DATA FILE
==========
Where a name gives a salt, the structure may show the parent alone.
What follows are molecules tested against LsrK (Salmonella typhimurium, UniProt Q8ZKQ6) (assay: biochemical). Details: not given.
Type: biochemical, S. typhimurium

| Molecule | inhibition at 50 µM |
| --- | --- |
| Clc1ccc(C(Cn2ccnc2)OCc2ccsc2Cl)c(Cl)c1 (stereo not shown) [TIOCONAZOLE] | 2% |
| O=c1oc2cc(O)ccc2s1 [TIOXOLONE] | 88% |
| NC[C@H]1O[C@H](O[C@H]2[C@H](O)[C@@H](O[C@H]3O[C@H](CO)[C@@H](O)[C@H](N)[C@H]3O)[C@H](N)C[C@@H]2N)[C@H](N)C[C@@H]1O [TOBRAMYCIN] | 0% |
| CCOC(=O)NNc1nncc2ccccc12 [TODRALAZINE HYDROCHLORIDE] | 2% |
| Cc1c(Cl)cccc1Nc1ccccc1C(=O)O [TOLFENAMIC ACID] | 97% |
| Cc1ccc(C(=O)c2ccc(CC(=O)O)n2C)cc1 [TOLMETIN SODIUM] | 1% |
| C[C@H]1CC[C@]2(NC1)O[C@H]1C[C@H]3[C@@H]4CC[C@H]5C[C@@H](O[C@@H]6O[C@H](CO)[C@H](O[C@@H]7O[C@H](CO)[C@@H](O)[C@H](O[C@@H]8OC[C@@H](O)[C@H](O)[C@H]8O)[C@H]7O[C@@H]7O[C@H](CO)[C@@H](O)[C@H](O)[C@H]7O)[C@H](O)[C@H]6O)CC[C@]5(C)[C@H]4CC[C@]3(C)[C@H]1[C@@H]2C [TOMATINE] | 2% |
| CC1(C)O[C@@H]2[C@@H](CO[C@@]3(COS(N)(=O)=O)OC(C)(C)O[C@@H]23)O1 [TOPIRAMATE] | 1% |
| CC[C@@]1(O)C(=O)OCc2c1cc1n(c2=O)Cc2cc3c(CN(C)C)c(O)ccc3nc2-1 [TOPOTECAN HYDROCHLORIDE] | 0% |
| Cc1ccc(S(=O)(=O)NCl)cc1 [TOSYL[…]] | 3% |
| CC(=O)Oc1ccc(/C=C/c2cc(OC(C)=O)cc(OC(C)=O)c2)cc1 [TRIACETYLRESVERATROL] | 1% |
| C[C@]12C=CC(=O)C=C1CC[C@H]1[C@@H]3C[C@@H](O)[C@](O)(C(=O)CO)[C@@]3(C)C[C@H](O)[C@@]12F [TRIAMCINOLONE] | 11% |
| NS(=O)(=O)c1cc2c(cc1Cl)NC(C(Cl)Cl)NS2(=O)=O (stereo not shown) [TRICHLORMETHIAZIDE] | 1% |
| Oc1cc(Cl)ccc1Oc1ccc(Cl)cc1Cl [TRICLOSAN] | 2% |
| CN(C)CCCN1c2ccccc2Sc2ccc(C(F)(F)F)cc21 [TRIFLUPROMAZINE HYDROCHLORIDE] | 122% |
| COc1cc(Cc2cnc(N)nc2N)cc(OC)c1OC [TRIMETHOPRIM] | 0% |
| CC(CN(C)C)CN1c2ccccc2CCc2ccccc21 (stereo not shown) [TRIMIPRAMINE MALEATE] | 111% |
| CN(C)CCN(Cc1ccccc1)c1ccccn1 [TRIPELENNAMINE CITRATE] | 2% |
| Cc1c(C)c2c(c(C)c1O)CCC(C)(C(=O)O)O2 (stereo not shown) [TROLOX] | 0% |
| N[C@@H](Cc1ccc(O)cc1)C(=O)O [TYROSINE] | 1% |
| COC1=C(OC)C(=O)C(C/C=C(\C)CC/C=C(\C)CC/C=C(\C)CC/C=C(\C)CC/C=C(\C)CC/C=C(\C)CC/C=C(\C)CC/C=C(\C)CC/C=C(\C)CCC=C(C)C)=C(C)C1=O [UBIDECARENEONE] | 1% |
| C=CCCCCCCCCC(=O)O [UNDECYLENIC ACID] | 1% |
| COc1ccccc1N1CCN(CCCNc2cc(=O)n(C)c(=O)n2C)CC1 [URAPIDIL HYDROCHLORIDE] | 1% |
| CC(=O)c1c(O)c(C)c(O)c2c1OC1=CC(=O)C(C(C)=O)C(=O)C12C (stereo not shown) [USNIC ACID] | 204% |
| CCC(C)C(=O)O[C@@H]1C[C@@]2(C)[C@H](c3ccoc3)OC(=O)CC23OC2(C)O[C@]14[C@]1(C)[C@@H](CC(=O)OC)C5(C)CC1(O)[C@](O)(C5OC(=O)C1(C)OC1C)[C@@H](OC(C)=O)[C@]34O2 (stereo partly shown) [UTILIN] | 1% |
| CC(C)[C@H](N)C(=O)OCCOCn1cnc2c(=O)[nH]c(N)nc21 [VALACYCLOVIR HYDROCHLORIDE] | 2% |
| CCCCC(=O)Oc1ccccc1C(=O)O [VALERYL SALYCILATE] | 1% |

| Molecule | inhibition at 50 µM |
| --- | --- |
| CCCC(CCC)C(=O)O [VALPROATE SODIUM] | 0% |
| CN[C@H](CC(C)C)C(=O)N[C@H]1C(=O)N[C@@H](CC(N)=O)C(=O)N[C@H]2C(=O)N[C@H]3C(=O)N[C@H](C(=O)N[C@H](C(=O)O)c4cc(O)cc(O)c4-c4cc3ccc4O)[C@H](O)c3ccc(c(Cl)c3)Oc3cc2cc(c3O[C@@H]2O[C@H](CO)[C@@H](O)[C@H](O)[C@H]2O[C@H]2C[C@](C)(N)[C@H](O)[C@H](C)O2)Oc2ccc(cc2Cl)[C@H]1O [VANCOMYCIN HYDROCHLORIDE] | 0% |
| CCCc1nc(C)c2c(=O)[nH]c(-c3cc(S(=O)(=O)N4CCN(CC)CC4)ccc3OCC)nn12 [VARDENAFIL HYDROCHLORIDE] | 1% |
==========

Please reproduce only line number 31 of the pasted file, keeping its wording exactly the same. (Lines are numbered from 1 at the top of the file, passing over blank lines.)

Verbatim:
| CC(C)[C@H](N)C(=O)OCCOCn1cnc2c(=O)[nH]c(N)nc21 [VALACYCLOVIR HYDROCHLORIDE] | 2% |